Sophie Gengembre Anderson (1823-1903) - A collection of paintings & drawings 2K HD silent slideshow.

A French-born British artist who specialised in genre painting of children and women, typically in rural settings. She began her career as a lithographer and painter of portraits, collaborating with Walter Anderson on portraits of American Episcopal bishops. Her work, Elaine, was the first public collection purchase of a woman artist. Her painting No Walk Today was purchased for more than £1 million.

Sophie was born in Paris, the daughter of Charles Antoine Colomb Gengembre, a French architect and artist, and his English wife, whose maiden name was Hubert

They lived in Paris during the early years of Sophie's life, where her father was acquainted with artists, intellectuals, and actors, like François Joseph Talma. Circumstances required that the family leave Paris and live in a "remote area in France" from 1829 to 1843. At seventeen she developed an interest in art when a travelling portrait painter visited her town.

She had two brothers, Philip and Henry P. Gengembre. Her brother Philip changed his name to Philip Hubert, using his mother's maiden name, and was a successful architect in New York City. She was largely self-taught in art, but briefly studied portraiture with Charles de Steuben in about 1843, when she lived with family friends in Paris. Soon after she began her studies, he left for Russia and did not return within the one year allotted for her studies. She did develop relationships with other women artists at the school where she gained a little more instruction.

The family left France for the United States to escape the 1848 revolution, first settling in Cincinnati, Ohio, where she met her future husband British genre artist Walter Anderson. Her brother Henry P. Gengembre (b. 1825) was also an artist, active in Cincinnati in the early 1850s.

Her portrait, figure and Brittany landscape paintings were exhibited in October 1849 at the Western Art Union Gallery. Also exhibited was a three panel set of Victorian London scenes entitled The Ladder of Love, which was described as "the lady, in her flowery 'May of Life,' awaits in her father's garden a stolen interview with her lover; in the second, she is seen eagerly caught in his impatient arms, ere he has yet left the ladder upon which he surmounted the garden wall; in the third, having received and given reveals of unfaltering love, she walks alone again - beautiful in the enrobing light of a summer moon, happy in the assurance that the warmth and devotedness of her affection is reciprocated."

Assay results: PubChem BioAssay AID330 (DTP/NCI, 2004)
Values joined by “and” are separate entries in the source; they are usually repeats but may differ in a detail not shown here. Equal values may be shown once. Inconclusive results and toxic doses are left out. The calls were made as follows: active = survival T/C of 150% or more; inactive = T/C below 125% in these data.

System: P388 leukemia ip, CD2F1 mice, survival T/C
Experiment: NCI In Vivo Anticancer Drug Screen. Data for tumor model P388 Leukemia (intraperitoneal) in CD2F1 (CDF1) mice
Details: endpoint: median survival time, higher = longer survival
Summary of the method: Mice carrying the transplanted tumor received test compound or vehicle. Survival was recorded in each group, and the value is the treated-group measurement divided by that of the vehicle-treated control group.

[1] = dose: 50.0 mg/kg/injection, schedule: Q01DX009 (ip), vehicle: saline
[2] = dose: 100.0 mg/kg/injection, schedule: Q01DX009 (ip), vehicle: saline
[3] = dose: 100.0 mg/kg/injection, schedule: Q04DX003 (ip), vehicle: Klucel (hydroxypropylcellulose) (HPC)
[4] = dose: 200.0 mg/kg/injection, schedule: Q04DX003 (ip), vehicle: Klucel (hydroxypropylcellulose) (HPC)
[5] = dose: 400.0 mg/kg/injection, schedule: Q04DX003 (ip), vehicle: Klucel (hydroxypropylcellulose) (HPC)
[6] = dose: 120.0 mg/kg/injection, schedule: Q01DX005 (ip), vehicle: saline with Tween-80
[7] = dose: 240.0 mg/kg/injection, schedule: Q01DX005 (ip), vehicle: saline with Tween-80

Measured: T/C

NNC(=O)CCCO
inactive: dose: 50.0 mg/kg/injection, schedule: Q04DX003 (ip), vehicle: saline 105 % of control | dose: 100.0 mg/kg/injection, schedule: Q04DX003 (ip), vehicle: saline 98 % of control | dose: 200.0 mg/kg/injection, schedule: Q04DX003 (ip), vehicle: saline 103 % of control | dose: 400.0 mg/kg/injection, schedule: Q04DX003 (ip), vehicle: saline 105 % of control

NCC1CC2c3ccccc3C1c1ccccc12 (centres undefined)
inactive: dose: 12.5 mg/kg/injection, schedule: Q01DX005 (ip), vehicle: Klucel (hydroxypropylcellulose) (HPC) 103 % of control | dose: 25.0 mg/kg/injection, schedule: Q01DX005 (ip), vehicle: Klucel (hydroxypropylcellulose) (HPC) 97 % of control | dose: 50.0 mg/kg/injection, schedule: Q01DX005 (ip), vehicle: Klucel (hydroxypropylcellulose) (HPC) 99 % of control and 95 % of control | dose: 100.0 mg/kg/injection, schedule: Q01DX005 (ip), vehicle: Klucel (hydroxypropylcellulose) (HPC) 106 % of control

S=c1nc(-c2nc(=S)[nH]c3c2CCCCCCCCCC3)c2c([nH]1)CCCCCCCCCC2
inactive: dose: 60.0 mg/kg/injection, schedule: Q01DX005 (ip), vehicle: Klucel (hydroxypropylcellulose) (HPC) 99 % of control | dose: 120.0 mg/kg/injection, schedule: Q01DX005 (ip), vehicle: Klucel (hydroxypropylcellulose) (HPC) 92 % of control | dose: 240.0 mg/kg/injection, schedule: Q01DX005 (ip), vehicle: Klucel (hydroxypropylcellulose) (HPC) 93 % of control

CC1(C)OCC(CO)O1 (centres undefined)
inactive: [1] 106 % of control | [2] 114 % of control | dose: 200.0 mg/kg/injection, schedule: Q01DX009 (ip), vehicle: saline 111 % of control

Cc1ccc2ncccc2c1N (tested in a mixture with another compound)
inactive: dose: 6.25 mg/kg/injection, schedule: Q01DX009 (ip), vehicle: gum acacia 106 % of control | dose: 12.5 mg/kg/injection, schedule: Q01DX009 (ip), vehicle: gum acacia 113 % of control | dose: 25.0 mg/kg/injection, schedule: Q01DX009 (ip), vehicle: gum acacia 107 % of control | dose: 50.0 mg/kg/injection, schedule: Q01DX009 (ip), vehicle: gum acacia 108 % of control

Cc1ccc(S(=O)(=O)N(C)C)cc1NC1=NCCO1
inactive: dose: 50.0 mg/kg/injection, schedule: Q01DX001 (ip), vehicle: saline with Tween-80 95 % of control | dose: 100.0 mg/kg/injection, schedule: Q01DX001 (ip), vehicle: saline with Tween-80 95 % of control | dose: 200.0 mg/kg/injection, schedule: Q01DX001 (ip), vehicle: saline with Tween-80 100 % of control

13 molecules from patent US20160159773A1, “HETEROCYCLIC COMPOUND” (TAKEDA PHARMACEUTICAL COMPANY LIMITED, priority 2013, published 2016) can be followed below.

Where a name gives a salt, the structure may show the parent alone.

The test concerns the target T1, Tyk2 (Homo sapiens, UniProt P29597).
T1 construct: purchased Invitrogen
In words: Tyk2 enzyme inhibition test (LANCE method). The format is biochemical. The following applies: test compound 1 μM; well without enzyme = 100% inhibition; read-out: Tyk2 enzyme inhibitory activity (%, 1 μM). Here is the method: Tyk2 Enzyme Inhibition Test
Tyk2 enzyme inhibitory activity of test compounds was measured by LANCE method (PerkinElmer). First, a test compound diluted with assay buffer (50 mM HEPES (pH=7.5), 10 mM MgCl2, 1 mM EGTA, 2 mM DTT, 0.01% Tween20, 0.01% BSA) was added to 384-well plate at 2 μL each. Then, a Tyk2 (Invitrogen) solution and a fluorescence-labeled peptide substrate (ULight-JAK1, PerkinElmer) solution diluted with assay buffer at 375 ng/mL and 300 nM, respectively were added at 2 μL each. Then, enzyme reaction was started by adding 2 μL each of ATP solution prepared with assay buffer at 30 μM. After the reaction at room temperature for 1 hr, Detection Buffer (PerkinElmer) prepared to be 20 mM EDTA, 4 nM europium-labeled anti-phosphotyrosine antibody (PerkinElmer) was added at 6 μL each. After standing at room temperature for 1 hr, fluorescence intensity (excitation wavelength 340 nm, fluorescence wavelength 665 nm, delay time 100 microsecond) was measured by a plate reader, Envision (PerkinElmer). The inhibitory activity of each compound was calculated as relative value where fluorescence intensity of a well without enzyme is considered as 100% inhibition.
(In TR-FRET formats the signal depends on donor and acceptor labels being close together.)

Four or more of her illustrations were included in the Historical Collections of the Great West by Henry Howe. She collaborated with Walter Anderson, her future husband, on portraits of Protestant Episcopal bishops and created other portraits in her business.

She then lived in Manchester, Pennsylvania with her parents, where she is believed to have married Walter Anderson. She worked there for the chromolithographers Louis Prang & Company.

In 1854 the Andersons moved to London, where Sophie exhibited a still life of fruit, vegetables, game and fish entitled An American Market Basket at the Society of British Artists by 1855. It was considered an "admirable composition" made with "surprising truth". Her works were also exhibited at the Royal Academy. They returned to Pennsylvania in 1858 for a long visit with her family, during which time she exhibited at the Pittsburgh Artist's Association in 1859 and 1860. The latter year she and her husband had work shown at the National Academy of Design. She then settled in London again around 1863

Anderson's work was widely exhibited at venues including the Royal Academy, the Royal Society of British Artists (RBA), and the British Institution. Her work, Elaine, was the first public collection purchase of a woman artist.

Her oil painting, Foundling Girls at Prayer in the Chapel (mid-19th C- late-19th C), is displayed at The Foundling Museum; correlating well with Anderson's typical genre painting of children and women and the Museum's focus. The painting depicts the varying ages of the foundling girls, what they wore, and references the religious aspects of their life.

To manage her health issue, they moved to the Isle of Capri in 1871, where they lived, painted, and entertained society in a house with a large garden called Villa Castello. Capri was an artist colony at that time, its residents included Frederic Leighton, Walter McLaren, John Singer Sargent, Edouard Alexandre Sain, and Jean Benner. She exhibited at the Grosvenor Gallery between 1878 and 1887. Anderson made Italian genre and Neoclassical paintings, including paintings of peasant women and children. At a time when it was difficult for women to have a successful artistic career, these paintings, generally made by men, allowed for her to have a successful career.


https://en.wikipedia.org/wiki/Sophie_Gengembre_Anderson